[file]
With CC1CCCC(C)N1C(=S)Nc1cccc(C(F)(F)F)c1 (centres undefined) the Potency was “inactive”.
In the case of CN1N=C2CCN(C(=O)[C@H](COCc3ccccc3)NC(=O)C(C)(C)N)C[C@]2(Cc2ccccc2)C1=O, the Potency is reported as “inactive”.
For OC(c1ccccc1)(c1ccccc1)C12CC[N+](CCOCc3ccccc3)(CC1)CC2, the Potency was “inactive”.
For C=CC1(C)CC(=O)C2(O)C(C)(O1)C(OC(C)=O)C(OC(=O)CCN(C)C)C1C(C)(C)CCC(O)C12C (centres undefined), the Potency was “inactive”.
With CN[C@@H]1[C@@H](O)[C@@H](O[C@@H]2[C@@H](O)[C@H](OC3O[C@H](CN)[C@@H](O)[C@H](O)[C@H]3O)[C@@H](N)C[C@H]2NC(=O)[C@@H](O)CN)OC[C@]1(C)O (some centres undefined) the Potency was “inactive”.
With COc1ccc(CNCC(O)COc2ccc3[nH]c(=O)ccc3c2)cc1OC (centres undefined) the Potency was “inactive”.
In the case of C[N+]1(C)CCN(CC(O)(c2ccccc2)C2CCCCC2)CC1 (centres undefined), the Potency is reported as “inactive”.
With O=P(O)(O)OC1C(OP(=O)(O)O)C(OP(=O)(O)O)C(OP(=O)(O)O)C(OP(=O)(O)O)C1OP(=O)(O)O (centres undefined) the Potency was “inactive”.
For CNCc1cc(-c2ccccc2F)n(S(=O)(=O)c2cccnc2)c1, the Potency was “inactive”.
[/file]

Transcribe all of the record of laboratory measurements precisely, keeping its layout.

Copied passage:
With CC1CCCC(C)N1C(=S)Nc1cccc(C(F)(F)F)c1 (centres undefined) the Potency was “inactive”.
In the case of CN1N=C2CCN(C(=O)[C@H](COCc3ccccc3)NC(=O)C(C)(C)N)C[C@]2(Cc2ccccc2)C1=O, the Potency is reported as “inactive”.
For OC(c1ccccc1)(c1ccccc1)C12CC[N+](CCOCc3ccccc3)(CC1)CC2, the Potency was “inactive”.
For C=CC1(C)CC(=O)C2(O)C(C)(O1)C(OC(C)=O)C(OC(=O)CCN(C)C)C1C(C)(C)CCC(O)C12C (centres undefined), the Potency was “inactive”.
With CN[C@@H]1[C@@H](O)[C@@H](O[C@@H]2[C@@H](O)[C@H](OC3O[C@H](CN)[C@@H](O)[C@H](O)[C@H]3O)[C@@H](N)C[C@H]2NC(=O)[C@@H](O)CN)OC[C@]1(C)O (some centres undefined) the Potency was “inactive”.
With COc1ccc(CNCC(O)COc2ccc3[nH]c(=O)ccc3c2)cc1OC (centres undefined) the Potency was “inactive”.
In the case of C[N+]1(C)CCN(CC(O)(c2ccccc2)C2CCCCC2)CC1 (centres undefined), the Potency is reported as “inactive”.
With O=P(O)(O)OC1C(OP(=O)(O)O)C(OP(=O)(O)O)C(OP(=O)(O)O)C(OP(=O)(O)O)C1OP(=O)(O)O (centres undefined) the Potency was “inactive”.
For CNCc1cc(-c2ccccc2F)n(S(=O)(=O)c2cccnc2)c1, the Potency was “inactive”.